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Judiciary Committee Votes to Subpoena Twitter, Facebook CEOs following Attempts to Suppress Hunter Biden Story

(Dado Ruvic/Reuters)

The Senate Judiciary Committee voted on Thursday to subpoena Twitter CEO Jack Dorsey and Facebook CEO Mark Zuckerberg, after both social media platforms reduced circulation of the New York Post‘s report on emails purportedly from Hunter Biden’s laptop.

The move comes one week after the Post revealed a 2015 email from an adviser to Ukrainian natural gas company Burisma Holdings thanking Hunter Biden for the “opportunity” to meet then-vice president Joe Biden. Hunter Biden served on the Burisma board from 2014 to 2019, and Joe Biden headed the Obama administration’s Ukraine policy at the time.

Shortly following publication of the article, a Facebook spokesman announced that the platform would “reduce distribution” on its platform pending a fact-check. Twitter subsequently prevented users from uploading the article, citing its “hacked materials policy,” and locked the Post out of its account.

Senator Lindsey Graham (R., S.C.) announced last week that the Judiciary Committee would hold a vote to subpoena Dorsey and Zuckerberg over concerns of censorship. Republicans are hoping to summon both CEO’s to a Committee hearing before the November 3 elections, the Washington Examiner reported.

The attempts to tighten circulation of the Post‘s report appear to have failed. The article generated 2.59 million hits on both Facebook and Twitter, according to data from NewsWhip reported by Axios.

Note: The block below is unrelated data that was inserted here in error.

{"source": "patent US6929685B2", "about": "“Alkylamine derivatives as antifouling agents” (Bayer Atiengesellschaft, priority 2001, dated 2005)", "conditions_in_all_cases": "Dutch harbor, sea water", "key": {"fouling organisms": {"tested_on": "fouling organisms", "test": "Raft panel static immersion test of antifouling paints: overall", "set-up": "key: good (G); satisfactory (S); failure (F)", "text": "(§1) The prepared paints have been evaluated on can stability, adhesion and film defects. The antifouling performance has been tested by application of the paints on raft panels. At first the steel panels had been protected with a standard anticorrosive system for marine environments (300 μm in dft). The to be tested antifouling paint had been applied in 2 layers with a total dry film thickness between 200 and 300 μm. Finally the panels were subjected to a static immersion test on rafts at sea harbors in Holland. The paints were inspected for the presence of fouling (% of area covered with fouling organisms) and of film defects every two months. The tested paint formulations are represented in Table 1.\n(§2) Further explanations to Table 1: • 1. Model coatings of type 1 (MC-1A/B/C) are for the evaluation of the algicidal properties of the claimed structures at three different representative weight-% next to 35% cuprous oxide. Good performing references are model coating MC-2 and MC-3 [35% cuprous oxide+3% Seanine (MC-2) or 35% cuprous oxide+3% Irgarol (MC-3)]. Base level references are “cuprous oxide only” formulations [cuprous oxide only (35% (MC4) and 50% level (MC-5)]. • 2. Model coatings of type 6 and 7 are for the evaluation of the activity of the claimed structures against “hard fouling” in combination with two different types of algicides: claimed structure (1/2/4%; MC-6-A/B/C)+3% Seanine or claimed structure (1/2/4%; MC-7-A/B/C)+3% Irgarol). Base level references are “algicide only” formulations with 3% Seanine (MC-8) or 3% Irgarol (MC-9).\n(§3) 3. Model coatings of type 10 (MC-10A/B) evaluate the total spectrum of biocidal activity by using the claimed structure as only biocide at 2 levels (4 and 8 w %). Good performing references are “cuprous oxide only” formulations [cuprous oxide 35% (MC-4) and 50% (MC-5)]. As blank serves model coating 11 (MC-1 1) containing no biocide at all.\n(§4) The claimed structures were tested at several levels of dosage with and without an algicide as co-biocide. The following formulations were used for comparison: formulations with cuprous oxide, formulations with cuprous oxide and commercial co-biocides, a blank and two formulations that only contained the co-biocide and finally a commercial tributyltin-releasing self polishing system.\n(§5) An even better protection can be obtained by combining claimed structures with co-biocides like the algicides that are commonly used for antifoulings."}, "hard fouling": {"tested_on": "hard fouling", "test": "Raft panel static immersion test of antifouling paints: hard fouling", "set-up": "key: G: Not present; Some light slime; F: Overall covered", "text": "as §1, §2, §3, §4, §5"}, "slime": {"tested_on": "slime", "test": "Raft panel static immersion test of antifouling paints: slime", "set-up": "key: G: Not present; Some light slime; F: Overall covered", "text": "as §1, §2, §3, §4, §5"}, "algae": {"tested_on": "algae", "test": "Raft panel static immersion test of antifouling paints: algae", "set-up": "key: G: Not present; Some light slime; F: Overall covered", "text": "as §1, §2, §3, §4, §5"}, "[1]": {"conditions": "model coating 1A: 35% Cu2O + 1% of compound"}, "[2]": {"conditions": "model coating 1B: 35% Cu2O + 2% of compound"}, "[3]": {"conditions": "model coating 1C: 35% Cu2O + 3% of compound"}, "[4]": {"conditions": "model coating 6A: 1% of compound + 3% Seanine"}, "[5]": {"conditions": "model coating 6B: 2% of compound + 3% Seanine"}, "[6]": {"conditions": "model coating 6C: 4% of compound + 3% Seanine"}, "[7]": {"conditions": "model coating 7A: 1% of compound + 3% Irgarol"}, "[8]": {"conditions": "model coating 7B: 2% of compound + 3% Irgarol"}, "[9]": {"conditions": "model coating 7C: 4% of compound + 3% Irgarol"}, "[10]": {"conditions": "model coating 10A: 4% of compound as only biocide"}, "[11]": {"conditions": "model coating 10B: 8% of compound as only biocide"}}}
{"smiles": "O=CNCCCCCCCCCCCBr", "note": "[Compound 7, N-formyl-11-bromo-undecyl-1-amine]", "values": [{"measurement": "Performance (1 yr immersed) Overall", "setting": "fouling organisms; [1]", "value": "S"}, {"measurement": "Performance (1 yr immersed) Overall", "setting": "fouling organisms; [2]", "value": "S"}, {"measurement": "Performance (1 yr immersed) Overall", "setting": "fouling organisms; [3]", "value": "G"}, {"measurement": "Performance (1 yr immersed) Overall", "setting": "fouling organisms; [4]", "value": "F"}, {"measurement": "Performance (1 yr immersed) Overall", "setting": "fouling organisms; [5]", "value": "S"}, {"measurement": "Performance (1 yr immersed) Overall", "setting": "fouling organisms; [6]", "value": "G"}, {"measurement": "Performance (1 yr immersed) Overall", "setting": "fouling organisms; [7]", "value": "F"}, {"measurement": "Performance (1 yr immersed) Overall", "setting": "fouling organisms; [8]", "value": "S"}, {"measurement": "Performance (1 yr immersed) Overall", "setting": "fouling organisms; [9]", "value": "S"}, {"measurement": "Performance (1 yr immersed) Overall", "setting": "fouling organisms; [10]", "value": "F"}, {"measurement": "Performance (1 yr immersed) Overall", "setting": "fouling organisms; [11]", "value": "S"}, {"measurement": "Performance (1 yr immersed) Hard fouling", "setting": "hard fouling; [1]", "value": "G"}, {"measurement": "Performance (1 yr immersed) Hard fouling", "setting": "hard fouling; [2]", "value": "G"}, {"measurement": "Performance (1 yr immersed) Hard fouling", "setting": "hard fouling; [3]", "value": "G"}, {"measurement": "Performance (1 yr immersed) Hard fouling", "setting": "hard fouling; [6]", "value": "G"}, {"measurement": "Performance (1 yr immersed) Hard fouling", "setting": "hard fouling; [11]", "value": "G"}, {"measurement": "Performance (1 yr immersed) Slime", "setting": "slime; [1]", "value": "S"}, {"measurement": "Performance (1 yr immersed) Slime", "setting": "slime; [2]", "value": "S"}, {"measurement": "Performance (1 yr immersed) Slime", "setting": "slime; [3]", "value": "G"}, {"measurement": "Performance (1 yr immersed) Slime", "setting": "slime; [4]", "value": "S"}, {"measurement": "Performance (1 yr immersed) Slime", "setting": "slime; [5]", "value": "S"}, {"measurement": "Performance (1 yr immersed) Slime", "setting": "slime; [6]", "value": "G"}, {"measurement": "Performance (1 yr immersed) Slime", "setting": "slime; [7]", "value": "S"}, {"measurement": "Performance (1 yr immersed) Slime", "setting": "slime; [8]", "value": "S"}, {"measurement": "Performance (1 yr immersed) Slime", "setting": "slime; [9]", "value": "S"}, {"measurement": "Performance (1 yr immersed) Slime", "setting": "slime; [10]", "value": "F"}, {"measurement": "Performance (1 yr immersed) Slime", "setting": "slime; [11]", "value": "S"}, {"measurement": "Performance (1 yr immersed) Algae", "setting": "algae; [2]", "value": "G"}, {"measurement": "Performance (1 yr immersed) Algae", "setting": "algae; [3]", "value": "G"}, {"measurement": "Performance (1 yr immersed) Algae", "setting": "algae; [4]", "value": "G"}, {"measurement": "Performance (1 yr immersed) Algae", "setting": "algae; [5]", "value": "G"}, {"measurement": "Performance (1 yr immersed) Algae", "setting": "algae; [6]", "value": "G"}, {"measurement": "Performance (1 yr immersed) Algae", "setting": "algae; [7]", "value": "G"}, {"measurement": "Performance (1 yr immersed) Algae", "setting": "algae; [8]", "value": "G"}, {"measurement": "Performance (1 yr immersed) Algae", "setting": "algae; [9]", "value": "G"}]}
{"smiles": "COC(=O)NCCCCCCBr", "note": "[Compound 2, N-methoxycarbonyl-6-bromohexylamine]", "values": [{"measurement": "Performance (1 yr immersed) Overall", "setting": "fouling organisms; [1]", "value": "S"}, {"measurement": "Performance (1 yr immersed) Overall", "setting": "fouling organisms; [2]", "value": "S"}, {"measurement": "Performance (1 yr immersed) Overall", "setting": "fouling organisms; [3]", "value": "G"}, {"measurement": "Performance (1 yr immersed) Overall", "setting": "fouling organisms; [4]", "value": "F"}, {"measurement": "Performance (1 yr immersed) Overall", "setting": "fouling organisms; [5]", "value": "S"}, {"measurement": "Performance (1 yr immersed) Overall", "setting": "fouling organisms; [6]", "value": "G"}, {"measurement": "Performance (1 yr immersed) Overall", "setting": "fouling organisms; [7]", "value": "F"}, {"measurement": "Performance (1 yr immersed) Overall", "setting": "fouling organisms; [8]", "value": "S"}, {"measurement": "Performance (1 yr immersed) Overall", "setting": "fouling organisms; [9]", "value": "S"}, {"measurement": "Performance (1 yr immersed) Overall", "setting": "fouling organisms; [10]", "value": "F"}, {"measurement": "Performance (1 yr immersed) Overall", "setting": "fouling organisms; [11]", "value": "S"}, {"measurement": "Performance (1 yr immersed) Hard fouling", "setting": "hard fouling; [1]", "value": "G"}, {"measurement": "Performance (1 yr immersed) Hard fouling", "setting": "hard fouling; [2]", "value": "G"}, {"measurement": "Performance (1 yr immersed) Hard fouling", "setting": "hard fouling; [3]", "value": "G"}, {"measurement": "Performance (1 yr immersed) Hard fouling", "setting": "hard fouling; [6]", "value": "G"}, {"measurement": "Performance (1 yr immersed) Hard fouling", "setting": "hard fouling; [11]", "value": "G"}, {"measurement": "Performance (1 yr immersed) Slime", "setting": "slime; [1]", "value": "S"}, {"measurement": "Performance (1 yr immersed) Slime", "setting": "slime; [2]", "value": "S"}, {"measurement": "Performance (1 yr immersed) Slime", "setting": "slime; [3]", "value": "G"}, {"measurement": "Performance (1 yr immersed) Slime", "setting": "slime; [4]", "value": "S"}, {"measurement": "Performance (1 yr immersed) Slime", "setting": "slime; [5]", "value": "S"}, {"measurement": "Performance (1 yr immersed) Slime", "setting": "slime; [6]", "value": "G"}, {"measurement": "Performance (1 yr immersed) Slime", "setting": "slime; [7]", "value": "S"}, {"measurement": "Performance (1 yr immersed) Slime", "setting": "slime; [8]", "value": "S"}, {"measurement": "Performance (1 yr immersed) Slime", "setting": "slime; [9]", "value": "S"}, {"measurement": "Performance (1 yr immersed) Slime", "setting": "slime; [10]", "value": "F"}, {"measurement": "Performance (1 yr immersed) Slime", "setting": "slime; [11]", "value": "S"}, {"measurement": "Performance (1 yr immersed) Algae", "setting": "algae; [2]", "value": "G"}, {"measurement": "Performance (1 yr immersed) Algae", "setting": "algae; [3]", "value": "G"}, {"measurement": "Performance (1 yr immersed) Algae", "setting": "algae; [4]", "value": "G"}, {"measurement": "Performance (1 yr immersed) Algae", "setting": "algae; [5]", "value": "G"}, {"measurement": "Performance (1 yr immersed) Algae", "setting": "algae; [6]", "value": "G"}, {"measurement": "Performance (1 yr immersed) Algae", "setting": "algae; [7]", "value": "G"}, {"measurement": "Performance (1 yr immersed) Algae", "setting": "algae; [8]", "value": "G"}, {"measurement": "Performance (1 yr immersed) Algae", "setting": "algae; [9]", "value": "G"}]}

However, the attempt to suppress the story has drawn the ire of conservative Big Tech hawks, with Senators Ted Cruz (R., Texas) and Josh Hawley (R., Mo.) prominent in calling for an overhaul of regulatory policies pertaining to tech companies. Hawley applauded the vote on Twitter on Thursday, noting that some Republicans on the Committee were initially hesitant to approve subpoenas.

“All Republicans voting yes. BIG victory that didn’t look possible even 24 hrs ago,” Hawley wrote. “24 hrs ago I was informed the Judiciary Committee would NOT vote on subpoenas and that multiple R’s didn’t want to vote yes. Today, unanimous. I applaud [Senator Lindsey Graham] for standing strong.”

Cruz told reporters at a media event on Monday that “Big tech crossed a rubicon that they had previously not dreamed of crossing…To the best of my knowledge, this marks the first time big tech has tried to censor” a major media organization.

Send a tip to the news team at NR.

Zachary Evans is a news writer for National Review Online. He is a veteran of the Israeli Defense Forces and a trained violist.

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